I suspect one reason is limited knowledge of the foreign rosters. Outside of the main North American teams — the USA, Canadian, and DR rosters — we struggle to recognize more than a handful of players.

So let’s try to wrest away some passion from these non-American, non-Canadian types and learn a bit more about the other teams! Particularly, let’s examine Taiwan’s three best sluggers. Why Taiwan? Your humble author speaks a little Mandarin. Taiwan speaks a lot of Mandarin. It’s like a match!

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The WBC, March Madness Style

Four years ago, I wrote a post on “Fixing the WBC” that revolved around one primary suggestion: move the timing of the event to mid-season. Many of the reservations that teams have about their players participating in the event have to do with the injury risks of getting away from a normal pre-season workout, and moving the event to mid-season — in that piece, I suggested just replacing the All-Star Game with the WBC and making the break a few days longer — would eliminate that primary concern.

However, it’s not a particularly realistic suggestion. The All-Star Game is a big money maker for Major League Baseball, and a sport as steeped in tradition as MLB isn’t going to simply cast it aside once every four years. While fully represented WBC squads playing meaningful games would almost certainly be more entertaining than any AL/NL All-Star clash, MLB’s preference is clearly for both events to be highly successful, rather than choosing one over the other. Just from a financial perspective, canceling the All-Star Game is probably a non-starter, so even if I think the WBC would work better mid-season, it’s probably not a feasible idea.

However, I do think that there’s one aspect of the mid-season WBC suggestion that could easily be ported over to the current timeframe and would make the event both more enjoyable and increase participation from MLB players: make the entire event a single elimination tournament, March Madness style.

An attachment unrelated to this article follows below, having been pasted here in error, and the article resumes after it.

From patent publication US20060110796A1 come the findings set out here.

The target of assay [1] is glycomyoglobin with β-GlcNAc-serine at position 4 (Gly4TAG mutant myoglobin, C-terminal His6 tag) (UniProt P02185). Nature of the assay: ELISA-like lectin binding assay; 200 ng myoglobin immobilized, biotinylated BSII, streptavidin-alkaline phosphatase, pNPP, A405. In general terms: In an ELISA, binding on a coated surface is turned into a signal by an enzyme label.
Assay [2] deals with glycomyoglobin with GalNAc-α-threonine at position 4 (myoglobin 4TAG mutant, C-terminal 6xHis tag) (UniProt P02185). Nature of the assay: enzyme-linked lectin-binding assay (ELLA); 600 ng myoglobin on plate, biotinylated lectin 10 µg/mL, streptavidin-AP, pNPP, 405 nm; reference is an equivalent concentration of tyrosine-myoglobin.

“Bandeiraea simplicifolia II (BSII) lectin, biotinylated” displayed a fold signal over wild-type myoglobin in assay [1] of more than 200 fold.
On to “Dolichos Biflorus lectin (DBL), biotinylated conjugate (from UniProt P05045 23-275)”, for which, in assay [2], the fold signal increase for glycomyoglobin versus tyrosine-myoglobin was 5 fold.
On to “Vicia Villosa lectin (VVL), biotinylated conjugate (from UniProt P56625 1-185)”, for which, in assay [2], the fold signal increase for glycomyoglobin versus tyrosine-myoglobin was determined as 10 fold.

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Eno Sarris Baseball Chat — 2/27/13

Zack Wheeler And “The Zing”

Zack Wheeler’s spring debut set the prospect world abuzz as the right-hander showed elite stuff in two scoreless innings of work. Having seen him pitch twice for the Augusta GreenJackets in 2010, Wheeler’s outing is an example of projection blooming into production.

Reading through older reports while watching Hotel Transylvania left me looking for “The Zing”, or the moment when one becomes smitten with a prospect knowing he’ll be special. Wheeler provided one of those in 2010 when I wrote,

“Wheeler had a definite “wow” factor which the overwhelming majority of prospects simply do not have. Behind Julio Teheran, he’s the second best pitcher I have ever seen at the level and has true impact starter upside.”

Seeing Wheeler pitch in Grapefruit League action is an opportunity to reflect on memories from three seasons ago, and identify areas where he has grown. Read the rest of this entry »

Daily Notes: On Spring Run Environments, In Case You Care

Table of Contents
This edition of the Daily Notes appears not to have a table of contents.

On Spring Run Environments, In Case You Care
In yesterday’s edition of the Notes, the author published the earliest possible returns regarding league averages for spring training this year — both for the two spring leagues as a whole, and for the Florida and Arizona leagues separately.

A curious reader named Dan — who likely possesses multiple graduate degrees and even more lovers — asked how the spring stats so far in 2013 compared to last year’s spring-training numbers. What this post does is provide the answer to that particular question — while, perhaps, asking several more.

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Taijuan Walker’s Journey

Taijuan Walker is an elite pitching prospect. Despite the TINSTAAPP rules, Walker has ranked in the top 15 of the major top 100 lists, and he’s Seattle’s No.1 or No. 2 prospect, depending on the list. Walker’s 2012 line, however, was a little underwhelming. He posted a 4.69 ERA and 4.04 FIP, and during the couple chats I’ve done with Mike Newman, I’ve seen quite a few questions about whether we should be worried about it. The answer is no, but I thought it warranted a longer, more detailed answer.